Mary Beth Franklin is the 2022 Investment News Pioneer winner. This prize is awarded to InvestmentNews’ own innovators and coincides with the 11th anniversary of Franklin’s establishment in these pages as the industry’s leading analyst and commentator on Social Security policy, practice and pragmatism. His incisive analysis permanently changed the industry’s understanding of social security programs as a cornerstone of financial planning and income security.
Change is rarely easy, usually scary, and often rewarding. In my case, it was all three. After more than three decades as a financial journalist, I decided to pursue a Certified Financial Planner certification, and I’ve never looked back.
I’ve been based in Washington, DC, for my entire career, and have always written about money in one form or another, from federal tax and budget policies to personal finance issues for a mainstream magazine in foreground. But the 21st century has brought major changes to the media industry, including the birth of the 24-hour cable and Internet news cycle and the death of many newspapers and magazines.
When my employer, Kiplinger’s Personal Finance magazine, sold its flagship headquarters – a 10-story building across the street from the White House – and moved its staff across town to a floor of rented office space, I knew that it was time for Plan B.
In my many years of interviewing financial experts for magazine articles, I have often been impressed by financial advisors who have earned the CFP designation. I thought, “I could do that.” When the University of Virginia established a satellite campus a mile from my home and offered a CFP program, I took that as a sign that the universe was onside with me. At the time, my goal was to become a better financial journalist.
STUDYING FOR A DEAD END?
I signed up for the seven-course program, which I took in the evenings after work over a three-year period. I received my CFP certificate in mid-2013. It cost about $10,000 in tuition, fees, and books. Then the really hard part started – preparing for the 10 hour CFP exam in November. I signed up for a CFP review course, shelled out an extra $1,200, and spent several months studying review books, making flash cards, and working my way through 1,500 test bank questions. in preparation for the exam.
The reward was sweet. I passed the CFP exam on the first try. The national pass rate for the November 13 CFP exam was 63%. It was a huge accomplishment that culminated three years of study and a substantial financial investment.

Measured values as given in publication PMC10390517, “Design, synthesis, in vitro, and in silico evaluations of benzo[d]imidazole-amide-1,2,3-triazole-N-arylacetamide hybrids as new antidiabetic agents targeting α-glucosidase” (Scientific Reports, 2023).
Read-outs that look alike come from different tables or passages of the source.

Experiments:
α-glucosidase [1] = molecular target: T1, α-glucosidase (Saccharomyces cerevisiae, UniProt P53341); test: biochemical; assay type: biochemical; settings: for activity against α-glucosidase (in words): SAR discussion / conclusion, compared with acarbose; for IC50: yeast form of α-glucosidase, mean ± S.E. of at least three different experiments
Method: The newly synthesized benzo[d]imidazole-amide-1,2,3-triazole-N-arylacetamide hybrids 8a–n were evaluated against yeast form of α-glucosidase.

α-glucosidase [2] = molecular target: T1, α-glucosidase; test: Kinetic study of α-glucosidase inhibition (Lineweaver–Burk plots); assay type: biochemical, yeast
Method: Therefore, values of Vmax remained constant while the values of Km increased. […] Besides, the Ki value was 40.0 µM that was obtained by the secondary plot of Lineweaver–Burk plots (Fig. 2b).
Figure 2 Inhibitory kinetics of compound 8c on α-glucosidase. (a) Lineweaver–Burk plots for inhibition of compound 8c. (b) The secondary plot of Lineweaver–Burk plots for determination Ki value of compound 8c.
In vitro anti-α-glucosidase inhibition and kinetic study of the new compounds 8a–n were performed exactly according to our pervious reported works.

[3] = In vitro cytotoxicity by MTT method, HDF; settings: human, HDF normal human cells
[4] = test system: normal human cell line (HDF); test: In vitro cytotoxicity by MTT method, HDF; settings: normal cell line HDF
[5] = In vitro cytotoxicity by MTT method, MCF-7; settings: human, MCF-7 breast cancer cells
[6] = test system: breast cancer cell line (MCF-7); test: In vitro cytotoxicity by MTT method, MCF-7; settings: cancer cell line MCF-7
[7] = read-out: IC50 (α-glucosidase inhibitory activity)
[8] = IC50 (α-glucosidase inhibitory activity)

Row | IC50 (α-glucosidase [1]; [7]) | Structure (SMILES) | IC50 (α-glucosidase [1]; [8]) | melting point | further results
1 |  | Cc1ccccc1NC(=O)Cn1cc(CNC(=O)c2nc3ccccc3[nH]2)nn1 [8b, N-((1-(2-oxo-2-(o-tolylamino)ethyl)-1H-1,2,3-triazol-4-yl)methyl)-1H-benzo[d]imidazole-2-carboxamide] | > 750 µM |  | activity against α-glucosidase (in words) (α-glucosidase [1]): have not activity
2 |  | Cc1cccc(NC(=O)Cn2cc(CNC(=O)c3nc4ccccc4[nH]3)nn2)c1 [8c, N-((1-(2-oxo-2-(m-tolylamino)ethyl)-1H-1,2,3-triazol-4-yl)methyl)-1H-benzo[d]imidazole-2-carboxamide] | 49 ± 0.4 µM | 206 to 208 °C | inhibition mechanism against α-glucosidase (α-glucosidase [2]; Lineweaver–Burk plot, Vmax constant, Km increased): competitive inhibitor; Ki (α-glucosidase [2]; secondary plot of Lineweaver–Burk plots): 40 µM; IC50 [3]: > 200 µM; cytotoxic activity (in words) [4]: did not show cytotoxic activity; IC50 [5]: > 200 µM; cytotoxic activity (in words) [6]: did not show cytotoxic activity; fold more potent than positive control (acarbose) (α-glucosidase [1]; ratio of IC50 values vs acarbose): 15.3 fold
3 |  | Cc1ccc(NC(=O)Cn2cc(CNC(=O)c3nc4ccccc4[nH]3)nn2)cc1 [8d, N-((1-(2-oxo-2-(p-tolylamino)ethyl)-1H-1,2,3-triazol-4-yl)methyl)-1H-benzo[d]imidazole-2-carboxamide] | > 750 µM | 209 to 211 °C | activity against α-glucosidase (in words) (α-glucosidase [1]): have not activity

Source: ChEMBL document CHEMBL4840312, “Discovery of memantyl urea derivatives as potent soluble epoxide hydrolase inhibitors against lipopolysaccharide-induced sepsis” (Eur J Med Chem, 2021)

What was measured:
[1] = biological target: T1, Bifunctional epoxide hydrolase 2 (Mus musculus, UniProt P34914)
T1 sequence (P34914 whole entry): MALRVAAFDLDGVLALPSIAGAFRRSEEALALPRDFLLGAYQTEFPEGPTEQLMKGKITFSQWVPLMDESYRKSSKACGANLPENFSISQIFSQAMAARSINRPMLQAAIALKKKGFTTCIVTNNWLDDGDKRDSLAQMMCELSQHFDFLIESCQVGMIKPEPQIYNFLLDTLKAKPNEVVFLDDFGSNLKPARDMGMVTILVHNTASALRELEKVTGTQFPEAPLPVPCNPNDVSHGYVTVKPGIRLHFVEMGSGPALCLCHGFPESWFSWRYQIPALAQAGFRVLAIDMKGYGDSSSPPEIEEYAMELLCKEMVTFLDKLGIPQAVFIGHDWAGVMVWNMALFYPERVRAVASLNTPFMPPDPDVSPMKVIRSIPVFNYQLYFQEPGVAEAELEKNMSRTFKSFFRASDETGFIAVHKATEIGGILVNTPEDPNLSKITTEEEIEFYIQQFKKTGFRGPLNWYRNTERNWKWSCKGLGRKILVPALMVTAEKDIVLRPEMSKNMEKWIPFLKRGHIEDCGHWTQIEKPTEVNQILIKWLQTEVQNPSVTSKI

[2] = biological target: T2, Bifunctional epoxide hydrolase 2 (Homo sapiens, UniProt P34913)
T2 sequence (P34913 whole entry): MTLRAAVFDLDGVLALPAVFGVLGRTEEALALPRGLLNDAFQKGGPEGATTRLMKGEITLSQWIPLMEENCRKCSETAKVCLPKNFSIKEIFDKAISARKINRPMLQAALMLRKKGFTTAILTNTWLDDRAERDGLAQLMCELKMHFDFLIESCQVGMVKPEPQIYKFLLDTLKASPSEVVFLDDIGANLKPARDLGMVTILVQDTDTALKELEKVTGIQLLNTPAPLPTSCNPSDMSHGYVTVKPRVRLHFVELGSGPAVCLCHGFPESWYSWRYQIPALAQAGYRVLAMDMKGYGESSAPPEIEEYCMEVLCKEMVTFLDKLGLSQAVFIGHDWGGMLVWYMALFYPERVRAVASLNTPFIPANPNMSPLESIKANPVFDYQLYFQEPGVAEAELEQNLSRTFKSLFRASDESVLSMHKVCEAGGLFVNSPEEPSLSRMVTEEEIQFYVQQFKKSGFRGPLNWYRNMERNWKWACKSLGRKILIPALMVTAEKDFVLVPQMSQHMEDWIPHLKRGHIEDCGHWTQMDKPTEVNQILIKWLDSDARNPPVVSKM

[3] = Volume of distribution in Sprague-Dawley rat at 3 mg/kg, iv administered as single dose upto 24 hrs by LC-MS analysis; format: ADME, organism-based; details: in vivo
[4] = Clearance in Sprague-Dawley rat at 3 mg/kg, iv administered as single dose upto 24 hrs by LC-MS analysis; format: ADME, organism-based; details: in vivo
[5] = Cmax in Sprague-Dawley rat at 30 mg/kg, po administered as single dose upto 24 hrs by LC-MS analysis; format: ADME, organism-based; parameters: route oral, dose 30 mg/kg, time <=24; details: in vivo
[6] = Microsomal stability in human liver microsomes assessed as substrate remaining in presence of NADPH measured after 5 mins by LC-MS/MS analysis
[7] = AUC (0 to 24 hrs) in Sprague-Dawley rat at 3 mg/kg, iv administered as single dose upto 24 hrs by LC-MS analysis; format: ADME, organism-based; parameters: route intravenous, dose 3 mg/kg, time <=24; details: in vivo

Although I appreciated the knowledge I had gained through my financial planning courses, I didn’t think I could ever qualify as a CFP due to the Certified Financial Planner Board’s narrow definition of qualifying work experience. of Standard at the time. The board required three years of full-time experience, or the equivalent of 6,000 hours, to meet the work experience requirement. Apparently, my 30-plus years as an award-winning personal finance writer hasn’t matched three years of qualifying personal finance work experience. Short of quitting my day job and signing with a wealth management consulting firm, I didn’t see how I could get past that final hurdle.
BROADER CRITERIA LEAD THE WAY
But the universe was on my side again. A year later, the CFP Board expanded its definition to include “support activities”. In a press release dated December 30, 2014, the CFP Board of Directors stated that it would “from now on review activities and responsibilities reflecting financial planning knowledge and skills that indirectly support the financial planner and/or the financial planning process”.
I submitted documents showing that I spend an average of 35 hours per week advising consumers and financial advisors on Social Security claim rules, Medicare enrollment, and tax-efficient retirement income strategies, in more than writing weekly columns and hosting in-person and online seminars on these topics. The CFP Board concluded that I had met the requirement of 6,000 hours of work experience since my arrival Investment News in January 2012.
On July 15, 2015, I received an email from the CFP Board that read, “Congratulations! You are now a Certified Financial Planner. I was thrilled.
As I honed my expertise in Social Security, Medicare, and tax-efficient withdrawal strategies, I realized that the CFP designation brought added gravity to my credentials. I was writing and talking to finance professionals — and they were listening — in part because of my training and in large part because of the highly visible platform InvestmentNews gave me.
DIVERSITY DRIVES THE CUSTOMER BASE
The financial planning profession has often been described as “old, masculine and pale”. It desperately needs to become more diverse and inclusive. There is a strong business case for expanding advisor ranks to reflect an increasingly diverse customer base. Mid-career people like me can be part of the solution, but onboarding mature candidates requires help in the form of awareness, mentorship, updated compensation models, a supportive work environment, and, in some cases, financial assistance.
I am proud to call myself CFP. It was hard. It was tiring. It was expensive. And it was worth it. If I could do it, so can you.
(Any questions about the new Social Security rules? Find the answers in Mary Beth Franklin’s 2022 ebook at MaximizingSocialSecurityBenefits.com.)
InvestmentNews Presents Trailblazer Award to Mary Beth Franklin
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